Auteurism In The Dark Knight

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Introduction Considering the collaborative process of filmmaking, especially nowadays in most film production, the concept of there being a singular creative supervisor is debatable. Nonetheless one cannot deny the existence and driving force of directional motifs and instances of thematic and stylistic elements within the work of filmmakers like Tim Burton and Alfred Hitchcock. These directors indicate that within traditions and genres lies the overall definition of an auteur: a director whose inventive traits are listed throughout his or her work like a signature. Auteurism rose to the surface in the 1950s French New Wave criticism as an appraisal of Hollywood directors who were ready to deny the rules of the studio system and create films…show more content…
Bruce Wayne is a forthright representation of a divided identity, a man attempting to find a point of equilibrium between two conflicting ideas: His father’s belief that Gotham can be united, and his irrepressible rage for vengeance and justice to the criminals. Ultimately, Bruce willingly fractures his identity and creates the Batman personae to uphold the ‘good’ his father spoke of. Dissimilar to Borden and Angier, the Batman persona is Bruce’s veridical self, and is distanced from a pretentious disguise for stage activity. Meanwhile, the Joker is an anarchist who completely lacks identity. With no name, no fingerprints, no background, the antagonist eliminates his personal features as potential identifiers. Between the two characters lies Harvey Dent, the district attorney who first seems to be incorruptible, but who in due course chooses Joker’s amoral ideology of absolute anarchy over Batman’s moral principles of justice. Similar to Leonard and Cobb (following), his dislocated, swerved identity is a result of external influence instead of having been self-conscious…show more content…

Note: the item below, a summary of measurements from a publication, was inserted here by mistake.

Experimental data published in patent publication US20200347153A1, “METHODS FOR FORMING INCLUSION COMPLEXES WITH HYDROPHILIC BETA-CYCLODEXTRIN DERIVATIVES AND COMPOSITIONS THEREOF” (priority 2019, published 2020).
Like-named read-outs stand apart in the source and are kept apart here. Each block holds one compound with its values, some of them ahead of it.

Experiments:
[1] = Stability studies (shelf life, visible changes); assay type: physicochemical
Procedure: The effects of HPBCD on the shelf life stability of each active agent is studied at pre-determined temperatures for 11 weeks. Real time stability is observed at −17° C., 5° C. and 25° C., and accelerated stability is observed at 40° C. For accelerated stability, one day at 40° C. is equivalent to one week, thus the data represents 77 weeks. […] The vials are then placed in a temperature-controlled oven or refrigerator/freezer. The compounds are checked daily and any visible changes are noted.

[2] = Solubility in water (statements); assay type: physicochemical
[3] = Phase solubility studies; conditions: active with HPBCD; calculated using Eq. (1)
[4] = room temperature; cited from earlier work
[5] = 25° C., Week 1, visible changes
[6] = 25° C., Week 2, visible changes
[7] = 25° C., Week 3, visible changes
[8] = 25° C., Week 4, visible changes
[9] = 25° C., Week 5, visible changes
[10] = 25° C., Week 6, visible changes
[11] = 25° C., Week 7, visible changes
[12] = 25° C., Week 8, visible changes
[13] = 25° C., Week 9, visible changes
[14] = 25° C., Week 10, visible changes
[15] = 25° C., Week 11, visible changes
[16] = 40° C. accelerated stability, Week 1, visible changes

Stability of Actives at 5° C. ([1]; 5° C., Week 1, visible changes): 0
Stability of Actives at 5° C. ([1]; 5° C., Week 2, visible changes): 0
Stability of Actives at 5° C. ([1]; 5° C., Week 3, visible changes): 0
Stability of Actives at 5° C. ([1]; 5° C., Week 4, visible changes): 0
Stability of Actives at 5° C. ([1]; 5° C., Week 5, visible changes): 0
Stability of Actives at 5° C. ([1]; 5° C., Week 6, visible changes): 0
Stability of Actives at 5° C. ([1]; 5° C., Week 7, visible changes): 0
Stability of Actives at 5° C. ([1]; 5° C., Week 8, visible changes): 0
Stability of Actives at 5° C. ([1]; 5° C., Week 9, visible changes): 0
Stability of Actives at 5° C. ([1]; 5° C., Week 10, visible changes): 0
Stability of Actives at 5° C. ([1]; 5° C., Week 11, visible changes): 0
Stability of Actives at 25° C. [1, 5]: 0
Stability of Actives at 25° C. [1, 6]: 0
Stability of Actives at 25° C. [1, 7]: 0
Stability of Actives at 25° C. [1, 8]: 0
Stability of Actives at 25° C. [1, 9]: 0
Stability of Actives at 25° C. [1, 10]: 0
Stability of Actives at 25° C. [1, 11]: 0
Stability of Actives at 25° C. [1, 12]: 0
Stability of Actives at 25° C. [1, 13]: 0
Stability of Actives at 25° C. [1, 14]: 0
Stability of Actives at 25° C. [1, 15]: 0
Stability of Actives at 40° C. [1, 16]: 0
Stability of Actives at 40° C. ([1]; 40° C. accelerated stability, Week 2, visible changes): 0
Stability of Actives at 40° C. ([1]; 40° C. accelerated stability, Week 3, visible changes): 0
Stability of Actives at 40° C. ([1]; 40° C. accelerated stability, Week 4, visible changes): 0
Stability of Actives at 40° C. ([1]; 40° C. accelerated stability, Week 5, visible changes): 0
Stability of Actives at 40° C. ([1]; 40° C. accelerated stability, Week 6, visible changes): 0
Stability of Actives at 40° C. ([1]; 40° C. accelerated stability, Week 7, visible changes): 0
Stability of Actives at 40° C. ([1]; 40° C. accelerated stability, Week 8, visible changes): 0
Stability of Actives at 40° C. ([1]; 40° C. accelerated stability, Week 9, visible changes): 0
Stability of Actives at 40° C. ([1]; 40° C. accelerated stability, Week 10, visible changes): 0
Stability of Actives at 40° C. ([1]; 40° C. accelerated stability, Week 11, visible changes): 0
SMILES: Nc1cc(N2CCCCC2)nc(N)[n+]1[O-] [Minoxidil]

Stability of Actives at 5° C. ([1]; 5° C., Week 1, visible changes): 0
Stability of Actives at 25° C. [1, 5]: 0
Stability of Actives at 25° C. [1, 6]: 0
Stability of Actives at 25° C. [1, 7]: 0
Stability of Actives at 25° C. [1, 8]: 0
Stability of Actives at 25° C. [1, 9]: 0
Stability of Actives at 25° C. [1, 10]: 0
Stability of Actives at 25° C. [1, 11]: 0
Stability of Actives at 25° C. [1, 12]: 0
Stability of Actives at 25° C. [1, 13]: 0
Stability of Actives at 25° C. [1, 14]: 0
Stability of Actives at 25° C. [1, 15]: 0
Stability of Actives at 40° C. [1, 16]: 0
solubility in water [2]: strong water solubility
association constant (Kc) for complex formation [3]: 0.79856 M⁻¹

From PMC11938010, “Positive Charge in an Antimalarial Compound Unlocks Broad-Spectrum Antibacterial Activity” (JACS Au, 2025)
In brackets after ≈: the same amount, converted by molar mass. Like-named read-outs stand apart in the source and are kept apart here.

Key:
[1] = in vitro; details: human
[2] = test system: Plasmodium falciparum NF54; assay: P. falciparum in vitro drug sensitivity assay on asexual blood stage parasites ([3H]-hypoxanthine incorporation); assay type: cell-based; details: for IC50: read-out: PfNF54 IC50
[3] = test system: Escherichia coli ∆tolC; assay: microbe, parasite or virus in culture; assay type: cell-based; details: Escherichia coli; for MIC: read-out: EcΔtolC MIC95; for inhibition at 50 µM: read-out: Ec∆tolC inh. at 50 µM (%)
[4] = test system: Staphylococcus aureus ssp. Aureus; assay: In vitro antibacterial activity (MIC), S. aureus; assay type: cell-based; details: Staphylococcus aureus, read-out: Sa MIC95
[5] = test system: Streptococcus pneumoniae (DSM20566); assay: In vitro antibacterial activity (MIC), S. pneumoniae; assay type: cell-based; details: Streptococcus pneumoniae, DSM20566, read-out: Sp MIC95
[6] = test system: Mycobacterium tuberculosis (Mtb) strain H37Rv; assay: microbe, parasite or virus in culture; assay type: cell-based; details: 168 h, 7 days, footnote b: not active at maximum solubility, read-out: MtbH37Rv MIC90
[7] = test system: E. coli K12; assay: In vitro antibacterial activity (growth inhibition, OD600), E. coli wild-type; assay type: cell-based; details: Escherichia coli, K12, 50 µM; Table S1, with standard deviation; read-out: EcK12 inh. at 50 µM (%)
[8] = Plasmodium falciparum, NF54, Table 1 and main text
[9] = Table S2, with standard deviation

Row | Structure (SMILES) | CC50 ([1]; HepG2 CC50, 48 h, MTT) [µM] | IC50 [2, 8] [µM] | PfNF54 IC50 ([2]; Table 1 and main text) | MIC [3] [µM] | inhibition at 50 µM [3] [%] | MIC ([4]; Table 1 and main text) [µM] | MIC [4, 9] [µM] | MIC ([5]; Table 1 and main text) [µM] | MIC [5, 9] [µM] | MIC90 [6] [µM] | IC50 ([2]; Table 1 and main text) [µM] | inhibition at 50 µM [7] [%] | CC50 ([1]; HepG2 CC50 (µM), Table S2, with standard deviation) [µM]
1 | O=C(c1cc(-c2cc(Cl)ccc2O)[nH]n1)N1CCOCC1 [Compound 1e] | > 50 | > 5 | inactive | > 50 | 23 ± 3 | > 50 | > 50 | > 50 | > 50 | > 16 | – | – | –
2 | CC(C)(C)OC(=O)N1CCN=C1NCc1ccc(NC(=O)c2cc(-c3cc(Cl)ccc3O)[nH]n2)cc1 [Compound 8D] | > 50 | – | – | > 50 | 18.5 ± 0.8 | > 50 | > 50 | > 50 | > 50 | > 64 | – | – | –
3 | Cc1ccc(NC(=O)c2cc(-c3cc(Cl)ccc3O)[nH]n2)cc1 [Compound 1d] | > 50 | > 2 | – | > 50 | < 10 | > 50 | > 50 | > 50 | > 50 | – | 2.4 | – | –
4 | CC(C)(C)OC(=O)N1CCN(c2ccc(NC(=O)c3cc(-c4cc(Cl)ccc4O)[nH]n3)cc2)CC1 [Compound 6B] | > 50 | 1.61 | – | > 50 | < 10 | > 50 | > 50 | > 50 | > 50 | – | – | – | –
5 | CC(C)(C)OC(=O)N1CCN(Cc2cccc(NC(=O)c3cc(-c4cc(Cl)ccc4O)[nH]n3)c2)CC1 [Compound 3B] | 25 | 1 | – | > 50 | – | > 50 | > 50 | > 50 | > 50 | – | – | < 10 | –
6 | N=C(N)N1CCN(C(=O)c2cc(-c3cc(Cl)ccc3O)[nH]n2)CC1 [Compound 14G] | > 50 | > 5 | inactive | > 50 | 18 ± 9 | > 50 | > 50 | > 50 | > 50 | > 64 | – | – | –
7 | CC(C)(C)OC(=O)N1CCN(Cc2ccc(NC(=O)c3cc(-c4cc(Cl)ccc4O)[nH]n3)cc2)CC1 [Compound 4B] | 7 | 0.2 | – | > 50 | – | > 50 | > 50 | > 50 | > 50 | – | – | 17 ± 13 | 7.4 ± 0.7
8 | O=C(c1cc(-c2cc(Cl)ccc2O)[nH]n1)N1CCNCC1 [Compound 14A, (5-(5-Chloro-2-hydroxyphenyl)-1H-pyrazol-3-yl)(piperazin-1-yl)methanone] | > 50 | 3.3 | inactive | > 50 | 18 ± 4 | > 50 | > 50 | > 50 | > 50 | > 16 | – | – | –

The irregular closed up shot of Bane’s face has the effect of unveiling Bruce Wayne’s fear towards the villain, as well as capturing Bane’s mysterious and overwhelming presence by illuminating only one side of his face. In addition, Nolan establishes the juxtaposition between the blurriness and sharpness that makes the character’s face appear as if it was outstretching from the frame. While the boundaries between the softness and sharpness in Nolan’s typical close up shots are clearly established, the delineation in this particular scene is obscure. In effect, the shot resembles a person’s subjective point of view that evokes the universal emotions of shock and

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